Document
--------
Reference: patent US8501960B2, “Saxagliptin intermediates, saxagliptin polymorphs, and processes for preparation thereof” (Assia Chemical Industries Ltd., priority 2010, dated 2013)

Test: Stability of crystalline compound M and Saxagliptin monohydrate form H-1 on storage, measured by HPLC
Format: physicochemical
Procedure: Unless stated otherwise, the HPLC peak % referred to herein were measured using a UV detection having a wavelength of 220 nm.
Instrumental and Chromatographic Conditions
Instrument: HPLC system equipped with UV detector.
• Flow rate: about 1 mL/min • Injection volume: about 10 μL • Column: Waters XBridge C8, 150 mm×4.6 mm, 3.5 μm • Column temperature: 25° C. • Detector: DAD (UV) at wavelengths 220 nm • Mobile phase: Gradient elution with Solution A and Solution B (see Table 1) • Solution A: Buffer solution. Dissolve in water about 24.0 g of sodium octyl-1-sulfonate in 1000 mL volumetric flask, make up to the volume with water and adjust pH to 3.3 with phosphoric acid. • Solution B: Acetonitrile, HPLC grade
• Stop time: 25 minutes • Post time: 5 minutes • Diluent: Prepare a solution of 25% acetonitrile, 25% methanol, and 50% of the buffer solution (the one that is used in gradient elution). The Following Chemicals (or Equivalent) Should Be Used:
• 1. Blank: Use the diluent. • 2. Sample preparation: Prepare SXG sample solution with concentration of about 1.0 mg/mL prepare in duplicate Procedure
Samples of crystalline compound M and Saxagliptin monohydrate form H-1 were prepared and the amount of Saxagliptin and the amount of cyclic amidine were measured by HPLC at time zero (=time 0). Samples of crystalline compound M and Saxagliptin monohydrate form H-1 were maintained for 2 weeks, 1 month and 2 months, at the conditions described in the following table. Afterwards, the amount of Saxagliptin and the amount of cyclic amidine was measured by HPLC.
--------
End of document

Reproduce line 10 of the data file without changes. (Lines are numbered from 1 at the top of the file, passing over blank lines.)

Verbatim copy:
Samples of crystalline compound M and Saxagliptin monohydrate form H-1 were prepared and the amount of Saxagliptin and the amount of cyclic amidine were measured by HPLC at time zero (=time 0). Samples of crystalline compound M and Saxagliptin monohydrate form H-1 were maintained for 2 weeks, 1 month and 2 months, at the conditions described in the following table. Afterwards, the amount of Saxagliptin and the amount of cyclic amidine was measured by HPLC.